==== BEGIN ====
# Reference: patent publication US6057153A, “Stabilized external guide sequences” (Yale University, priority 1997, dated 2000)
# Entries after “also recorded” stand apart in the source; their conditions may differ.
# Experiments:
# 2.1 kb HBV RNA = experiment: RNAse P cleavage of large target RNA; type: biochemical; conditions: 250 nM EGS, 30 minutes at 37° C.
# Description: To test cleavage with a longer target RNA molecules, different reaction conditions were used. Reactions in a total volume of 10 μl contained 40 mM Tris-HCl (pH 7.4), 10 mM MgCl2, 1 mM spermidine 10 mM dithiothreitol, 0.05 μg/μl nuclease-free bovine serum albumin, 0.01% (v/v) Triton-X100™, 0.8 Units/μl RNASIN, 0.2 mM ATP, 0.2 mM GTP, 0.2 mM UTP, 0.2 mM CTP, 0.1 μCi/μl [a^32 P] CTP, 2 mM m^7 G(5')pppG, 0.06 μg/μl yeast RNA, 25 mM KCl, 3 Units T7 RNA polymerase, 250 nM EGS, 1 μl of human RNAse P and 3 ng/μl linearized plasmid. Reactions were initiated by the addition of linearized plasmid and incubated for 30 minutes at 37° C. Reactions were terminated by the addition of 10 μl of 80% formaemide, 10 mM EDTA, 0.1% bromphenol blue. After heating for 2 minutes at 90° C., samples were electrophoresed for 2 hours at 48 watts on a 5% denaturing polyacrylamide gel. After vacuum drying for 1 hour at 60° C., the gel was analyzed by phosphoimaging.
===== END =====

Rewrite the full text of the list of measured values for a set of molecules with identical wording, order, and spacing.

# Reference: patent publication US6057153A, “Stabilized external guide sequences” (Yale University, priority 1997, dated 2000)
# Entries after “also recorded” stand apart in the source; their conditions may differ.
# Experiments:
# 2.1 kb HBV RNA = experiment: RNAse P cleavage of large target RNA; type: biochemical; conditions: 250 nM EGS, 30 minutes at 37° C.
# Description: To test cleavage with a longer target RNA molecules, different reaction conditions were used. Reactions in a total volume of 10 μl contained 40 mM Tris-HCl (pH 7.4), 10 mM MgCl2, 1 mM spermidine 10 mM dithiothreitol, 0.05 μg/μl nuclease-free bovine serum albumin, 0.01% (v/v) Triton-X100™, 0.8 Units/μl RNASIN, 0.2 mM ATP, 0.2 mM GTP, 0.2 mM UTP, 0.2 mM CTP, 0.1 μCi/μl [a^32 P] CTP, 2 mM m^7 G(5')pppG, 0.06 μg/μl yeast RNA, 25 mM KCl, 3 Units T7 RNA polymerase, 250 nM EGS, 1 μl of human RNAse P and 3 ng/μl linearized plasmid. Reactions were initiated by the addition of linearized plasmid and incubated for 30 minutes at 37° C. Reactions were terminated by the addition of 10 μl of 80% formaemide, 10 mM EDTA, 0.1% bromphenol blue. After heating for 2 minutes at 90° C., samples were electrophoresed for 2 hours at 48 watts on a 5% denaturing polyacrylamide gel. After vacuum drying for 1 hour at 60° C., the gel was analyzed by phosphoimaging.